The 2005 World Series of Poker has come to an end. After nearly seven weeks of non-stop action at the Rio in Las Vegas, it is completely clear to me that the game is in great shape for the future. Here are some of my observations from this tournament and some predictions for next year's event as well:
There are many, many, many fish in the green felt sea.
Take this gem from the $1,500 Razz event: A poor sap is dealt a King and brings it in for the minimum. I'm dealt a 7-up (4-2 in the hole) and everyone folds to me. I raise. Now, this is an almost automatic fold for the bring in, even with two small cards in the hole. This guy called. Fourth Street bought me a 6 and the whale another King. I bet. He called. Yes, he called on Fourth Street showing a pair of Kings in Razz. He called me all the way to the end, with a final board showing K-K-8-J. Thank you.
Or, how about this one from the $2,500 Omaha Eight or Better tournament. I'm observing a hand where one player at my table raises before the flop, gets raised, he reraises and is called. The flop comes down A-2-7 rainbow. He bets right out and is called. The turn comes a 5. He bets and is called. The River is an 8. He bets and is called. He flips up A-2-3-4 for the nut low and a straight. His opponent turns up K-K-K-9. That's right, K-K-K-9.
OK, I can hardly resist another: 50 players left during the first $1,000 No Limit Hold'em with rebuys. Average stack was about 40,000, blinds were a low 400-800 with a 100 ante. Superstar #1 is under the gun and raises ALL-IN. For $60,000. Yes, the blinds are 400-800. Everyone folds (of course) to Superstar #2 on the button who goes into the tank and is clearly thinking about calling off his entire $55,000 stack. Eventually, he says, "Ah hell, let's see what you've got. I call." Now, any predictions on what these two hands are? What if I told you that Superstar #1 won a World Series of Poker bracelet a few years ago in No Limit Hold'em and that Superstar #2 won a World Poker Tour tournament and finished second in another … Superstar #1: K-K. Superstar #2: A-J offsuit. The A-J won.
Seeing Doyle Brunson and Johnny Chan both win bracelet No. 10 was a great, historic moment. And while their accomplishment is worthy of praise, in my mind it was overshadowed by Phil Ivey winning his fifth bracelet. Consider this: Ivey has been playing in the World Series of Poker for only a few years and there is no player that has a higher bracelet per event entered ratio than he does. At his current pace, Ivey will win his 10th in about 4 years. Consider also that the fields have been incredibly big since Ivey has been playing.
While the nine "amateurs" that made the final table of the Main Event will get all the press and adulation, the professional players ruled the World Series preliminary events. Look at the list of professional No Limit Hold'em winners: Allen Cunningham, Michael Gracz, TJ Cloutier, Mark Seif, Erik Seidel, Doyle Brunson, Jon Hennigan. Incredible. And, professionals won nearly every other event as well.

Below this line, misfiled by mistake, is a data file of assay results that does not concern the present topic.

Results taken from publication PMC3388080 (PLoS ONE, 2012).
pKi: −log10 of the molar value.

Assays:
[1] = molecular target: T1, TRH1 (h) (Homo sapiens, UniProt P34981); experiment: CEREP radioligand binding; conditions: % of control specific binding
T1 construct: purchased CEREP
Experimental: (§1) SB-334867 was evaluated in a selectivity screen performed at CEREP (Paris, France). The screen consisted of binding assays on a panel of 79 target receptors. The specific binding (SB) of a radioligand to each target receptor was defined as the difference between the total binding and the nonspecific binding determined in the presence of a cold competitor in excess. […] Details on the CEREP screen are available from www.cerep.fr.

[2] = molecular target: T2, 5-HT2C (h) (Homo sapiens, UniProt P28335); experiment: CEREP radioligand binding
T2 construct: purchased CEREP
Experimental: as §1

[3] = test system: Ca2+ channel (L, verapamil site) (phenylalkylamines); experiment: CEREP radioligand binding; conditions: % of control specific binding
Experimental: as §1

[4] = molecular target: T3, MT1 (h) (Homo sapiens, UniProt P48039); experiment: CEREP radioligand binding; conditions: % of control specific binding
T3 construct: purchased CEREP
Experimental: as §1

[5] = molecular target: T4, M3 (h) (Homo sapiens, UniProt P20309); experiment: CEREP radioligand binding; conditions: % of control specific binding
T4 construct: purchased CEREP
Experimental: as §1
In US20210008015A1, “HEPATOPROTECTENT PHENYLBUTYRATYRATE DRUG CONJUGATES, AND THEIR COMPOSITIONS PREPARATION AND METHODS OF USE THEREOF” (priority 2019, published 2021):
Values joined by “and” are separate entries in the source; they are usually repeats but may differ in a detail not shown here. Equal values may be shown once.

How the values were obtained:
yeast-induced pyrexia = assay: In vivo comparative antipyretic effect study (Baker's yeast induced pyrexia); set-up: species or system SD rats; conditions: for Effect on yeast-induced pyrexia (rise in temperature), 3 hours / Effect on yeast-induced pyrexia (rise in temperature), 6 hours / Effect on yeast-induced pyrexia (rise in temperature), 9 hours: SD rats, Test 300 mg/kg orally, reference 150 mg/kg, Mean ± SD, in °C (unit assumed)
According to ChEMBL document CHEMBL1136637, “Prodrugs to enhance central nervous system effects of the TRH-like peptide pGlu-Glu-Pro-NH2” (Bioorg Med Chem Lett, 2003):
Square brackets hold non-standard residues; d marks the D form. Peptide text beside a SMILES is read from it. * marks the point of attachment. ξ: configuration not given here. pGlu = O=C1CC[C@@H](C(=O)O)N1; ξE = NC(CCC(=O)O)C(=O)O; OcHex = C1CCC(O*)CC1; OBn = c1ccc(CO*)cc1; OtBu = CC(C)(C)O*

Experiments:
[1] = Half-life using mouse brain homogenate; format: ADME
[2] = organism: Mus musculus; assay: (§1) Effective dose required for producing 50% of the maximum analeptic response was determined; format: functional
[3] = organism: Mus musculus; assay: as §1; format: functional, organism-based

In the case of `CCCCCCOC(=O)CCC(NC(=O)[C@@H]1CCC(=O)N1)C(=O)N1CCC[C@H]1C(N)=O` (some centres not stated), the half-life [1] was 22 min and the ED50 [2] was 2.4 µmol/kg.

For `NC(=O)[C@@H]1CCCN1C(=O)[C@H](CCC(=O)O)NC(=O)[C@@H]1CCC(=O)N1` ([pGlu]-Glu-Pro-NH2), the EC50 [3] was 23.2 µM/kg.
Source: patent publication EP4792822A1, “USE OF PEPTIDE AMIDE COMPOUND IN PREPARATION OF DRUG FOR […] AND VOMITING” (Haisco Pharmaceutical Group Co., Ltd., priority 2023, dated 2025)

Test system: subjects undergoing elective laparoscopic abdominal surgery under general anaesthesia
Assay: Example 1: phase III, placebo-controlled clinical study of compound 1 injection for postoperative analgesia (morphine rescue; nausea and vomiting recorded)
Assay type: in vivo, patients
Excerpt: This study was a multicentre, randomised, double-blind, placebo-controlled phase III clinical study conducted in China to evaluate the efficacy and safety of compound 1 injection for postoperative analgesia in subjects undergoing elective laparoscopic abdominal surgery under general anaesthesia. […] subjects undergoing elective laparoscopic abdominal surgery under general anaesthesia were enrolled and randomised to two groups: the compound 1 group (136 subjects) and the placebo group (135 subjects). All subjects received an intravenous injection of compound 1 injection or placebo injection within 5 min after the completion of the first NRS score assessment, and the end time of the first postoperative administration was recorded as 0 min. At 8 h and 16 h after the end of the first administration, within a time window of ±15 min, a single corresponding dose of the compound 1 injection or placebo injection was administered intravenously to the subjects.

Why was this the case? Well, in an incredibly large field (as most events were) there was so much "dead" money that the professionals were able to build big stacks early and survive some of the bad beats they had to take to get through the field. When the pros got to the final table, they closed the deal -- experience at the final table was irreplaceable.
The lifestyle show highlighted the range of products and commercial ventures that are spawning as a result of the popularity of the game. Not only did every serious online poker site have a booth, but mainstream American companies were also well represented: Degree for Men, Knob Creek, and Coke (FullThrottle) were all there. Expect more next year, for certain.
The Internet qualifiers create a HUGE bubble effect. In nearly every single tournament, play was incredibly tight on the bubble. Especially in the Main Event. Internet qualifiers on a $10 ticket to the big dance desperately wanted to get that $12,000 payday. In every other tournament, I saw the true professionals exploiting this bubble effect in a big, big way. It was not at all uncommon to see pros with an average stack nearly double up near the bubble -- not by busting someone, but just by stealing the blinds.
The Rio and the World Series of Poker staff are doing everything in their power to make this tournament the best it can be. I had no less than five people in charge come up to me throughout the tournament and ask what they could be doing better. In many cases, the suggestions I made were taken seriously and I saw them actually implemented during the very next tournament in two instances. Because they listen and care, this tournament will improve in the years to come. The good news is that it's already great. One suggestion I made they did not take: bringing in porta-potties… the bathroom lines were ridiculous.
People, all kinds of people, genuinely care about this game and the players. I met hundreds of folks from across the globe that came to Las Vegas to WATCH the World Series of Poker and meet the players. They didn't come to play. They came to watch, get autographs, and see the WSOP.
I'm taking the over on 7,500 players in the Main Event for 2006. If you'd like to make a friendly wager (or even a not-so-friendly one) let me know. It's a lock.
I'm exhausted and poker-ed out. After spending nearly every day of the last seven weeks at the Rio, I'm not at all interested in going back any time soon, though I did take quite a liking to the pool tables at the Tilted Kilt (thanks Rafe and Rick Wampler for the easy, easy money… you guys are the best).
Phil Gordon is a World Poker Tour Champion, host of Bravo's Celebrity Poker
Showdown, and plays online exclusively at FullTiltPoker.com. Get inside the
mind of Phil Gordon in his new instructional DVD, Final Table Poker
available online at ExpertInsight.com